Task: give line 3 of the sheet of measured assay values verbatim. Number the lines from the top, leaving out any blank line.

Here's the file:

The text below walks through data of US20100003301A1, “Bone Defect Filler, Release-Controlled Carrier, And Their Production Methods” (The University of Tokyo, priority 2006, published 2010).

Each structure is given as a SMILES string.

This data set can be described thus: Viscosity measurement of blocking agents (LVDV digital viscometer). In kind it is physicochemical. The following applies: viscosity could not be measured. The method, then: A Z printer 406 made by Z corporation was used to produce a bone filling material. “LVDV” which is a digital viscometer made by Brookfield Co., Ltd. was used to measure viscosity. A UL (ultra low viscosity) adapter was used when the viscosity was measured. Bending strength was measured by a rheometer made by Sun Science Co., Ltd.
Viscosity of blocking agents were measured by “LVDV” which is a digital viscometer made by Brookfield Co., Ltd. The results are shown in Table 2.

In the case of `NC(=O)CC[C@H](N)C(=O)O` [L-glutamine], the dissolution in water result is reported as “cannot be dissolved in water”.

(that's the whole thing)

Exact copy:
This data set can be described thus: Viscosity measurement of blocking agents (LVDV digital viscometer). In kind it is physicochemical. The following applies: viscosity could not be measured. The method, then: A Z printer 406 made by Z corporation was used to produce a bone filling material. “LVDV” which is a digital viscometer made by Brookfield Co., Ltd. was used to measure viscosity. A UL (ultra low viscosity) adapter was used when the viscosity was measured. Bending strength was measured by a rheometer made by Sun Science Co., Ltd.